After we left the Phoenix Zoo, Kerry took Kathy and me over to the Mesa Temple.
It was right at sunset, and the way the light hit the temple was breathtaking.
I think this type of art is called bas relief -- correct me if I'm wrong on the term -- but Kerry says the pictures represent the Gathering of Israel.
Then, I was treated to one of the greatest moments of my professional career. I got to pose with The Frog -- that's right -- The Frog -- from Six LDS Writers and a Frog. I have loved The Frog for a very long time, and to actually get to pose with him, was just something else. I got to take his picture several times throughout the weekend as well -- I was a Frog Photographer! And no, I'm not about to fall over -- I was standing on a little hill leading up to the tree, so the right side of me appears higher up than the left side. Didn't notice that until I uploaded the picture.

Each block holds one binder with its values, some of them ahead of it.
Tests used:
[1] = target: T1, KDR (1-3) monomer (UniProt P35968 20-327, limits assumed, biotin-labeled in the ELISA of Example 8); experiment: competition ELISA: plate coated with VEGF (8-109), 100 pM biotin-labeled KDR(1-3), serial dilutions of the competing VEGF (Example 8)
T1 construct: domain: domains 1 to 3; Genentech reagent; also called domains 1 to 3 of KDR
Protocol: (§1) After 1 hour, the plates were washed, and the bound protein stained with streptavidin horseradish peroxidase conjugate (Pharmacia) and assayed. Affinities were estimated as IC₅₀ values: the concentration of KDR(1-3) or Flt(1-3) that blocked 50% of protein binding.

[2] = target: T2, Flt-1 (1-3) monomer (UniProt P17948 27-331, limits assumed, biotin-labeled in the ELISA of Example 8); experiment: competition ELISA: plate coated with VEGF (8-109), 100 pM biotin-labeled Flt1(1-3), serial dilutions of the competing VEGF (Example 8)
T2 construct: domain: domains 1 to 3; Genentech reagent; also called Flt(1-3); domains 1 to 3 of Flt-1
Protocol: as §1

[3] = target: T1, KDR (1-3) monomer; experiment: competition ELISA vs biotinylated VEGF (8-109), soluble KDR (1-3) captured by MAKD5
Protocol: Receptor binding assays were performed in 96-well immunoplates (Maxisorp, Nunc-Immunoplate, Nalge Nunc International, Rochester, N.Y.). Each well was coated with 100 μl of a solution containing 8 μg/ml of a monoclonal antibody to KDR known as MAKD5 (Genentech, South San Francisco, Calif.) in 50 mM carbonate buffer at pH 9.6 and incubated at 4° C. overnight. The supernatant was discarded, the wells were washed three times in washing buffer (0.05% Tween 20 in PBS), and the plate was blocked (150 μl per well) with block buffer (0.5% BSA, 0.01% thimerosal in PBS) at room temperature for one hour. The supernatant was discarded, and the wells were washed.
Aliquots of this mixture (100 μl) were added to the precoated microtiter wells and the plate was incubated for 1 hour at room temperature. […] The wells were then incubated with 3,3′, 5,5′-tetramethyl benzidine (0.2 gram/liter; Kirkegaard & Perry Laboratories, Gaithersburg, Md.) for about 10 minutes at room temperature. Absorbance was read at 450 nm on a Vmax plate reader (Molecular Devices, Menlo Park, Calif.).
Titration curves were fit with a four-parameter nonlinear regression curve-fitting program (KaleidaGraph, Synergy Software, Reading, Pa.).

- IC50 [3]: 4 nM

The temple grounds smelled so wonderful. Flowers were everywhere, citrus grew on trees right there on the grounds, and the feeling of peace that pervaded was so refreshing. The highlight of this excursion to the temple was going into the Visitors Center and seeing a photography exhibit called "Reflections of Christ" by Mark Mabry. This incredible collection touched my heart deeply, especially one picture that depicted Christ lying on the ground at the edge of the Garden of Gethsemane. Even now I hesitate to mention it --the feelings I had were so strong, and so sacred, I don't want to spoil it by talking about it.
After we left the temple, we went out to dinner at Serrano's, where I had a nice chicken chimichanga. We sat and talked for a long time and really enjoyed ourselves, then went back to the apartment and got ready for bed. Amazingly enough, we actually did go to bed and I actually did go to sleep. I don't usually sleep so well away from home, but Kerry is a wonderful hostess and she did such a good job of making me feel comfortable and the feeling of the Spirit was strong in her home, so I had no trouble dropping right off.
More later . . .